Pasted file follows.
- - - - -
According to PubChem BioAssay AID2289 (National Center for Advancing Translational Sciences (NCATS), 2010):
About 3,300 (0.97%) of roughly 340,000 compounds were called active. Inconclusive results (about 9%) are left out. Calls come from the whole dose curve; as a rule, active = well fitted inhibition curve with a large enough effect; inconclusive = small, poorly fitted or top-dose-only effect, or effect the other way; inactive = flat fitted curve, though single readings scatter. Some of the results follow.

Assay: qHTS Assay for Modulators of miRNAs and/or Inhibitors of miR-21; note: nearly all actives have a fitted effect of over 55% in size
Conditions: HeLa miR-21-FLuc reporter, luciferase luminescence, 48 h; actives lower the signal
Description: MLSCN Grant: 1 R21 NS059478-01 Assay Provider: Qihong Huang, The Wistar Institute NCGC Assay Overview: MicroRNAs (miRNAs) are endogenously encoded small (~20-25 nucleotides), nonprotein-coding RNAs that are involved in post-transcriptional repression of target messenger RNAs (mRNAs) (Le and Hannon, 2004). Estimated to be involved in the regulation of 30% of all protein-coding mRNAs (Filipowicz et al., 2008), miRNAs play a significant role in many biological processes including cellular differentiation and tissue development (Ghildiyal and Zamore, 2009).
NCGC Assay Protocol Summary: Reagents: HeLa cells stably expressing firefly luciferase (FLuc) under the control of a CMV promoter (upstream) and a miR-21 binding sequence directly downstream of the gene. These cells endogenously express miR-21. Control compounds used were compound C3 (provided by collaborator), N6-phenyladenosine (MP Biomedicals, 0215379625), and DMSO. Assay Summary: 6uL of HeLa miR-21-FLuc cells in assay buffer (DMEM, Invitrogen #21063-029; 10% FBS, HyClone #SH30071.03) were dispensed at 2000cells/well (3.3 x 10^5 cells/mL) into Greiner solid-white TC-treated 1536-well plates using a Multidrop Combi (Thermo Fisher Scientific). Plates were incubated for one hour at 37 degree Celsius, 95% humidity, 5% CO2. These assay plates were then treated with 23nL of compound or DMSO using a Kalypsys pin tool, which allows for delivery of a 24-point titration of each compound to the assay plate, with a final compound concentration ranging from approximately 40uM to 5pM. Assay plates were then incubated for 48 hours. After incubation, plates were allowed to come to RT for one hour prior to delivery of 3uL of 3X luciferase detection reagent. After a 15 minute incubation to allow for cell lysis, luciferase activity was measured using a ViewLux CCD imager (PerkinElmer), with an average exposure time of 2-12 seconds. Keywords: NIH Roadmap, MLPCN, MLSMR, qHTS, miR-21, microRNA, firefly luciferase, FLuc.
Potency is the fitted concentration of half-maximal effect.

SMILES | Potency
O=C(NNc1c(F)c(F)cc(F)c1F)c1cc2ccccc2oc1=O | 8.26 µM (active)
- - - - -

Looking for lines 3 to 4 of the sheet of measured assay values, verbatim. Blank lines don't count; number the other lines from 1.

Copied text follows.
Assay: qHTS Assay for Modulators of miRNAs and/or Inhibitors of miR-21; note: nearly all actives have a fitted effect of over 55% in size
Conditions: HeLa miR-21-FLuc reporter, luciferase luminescence, 48 h; actives lower the signal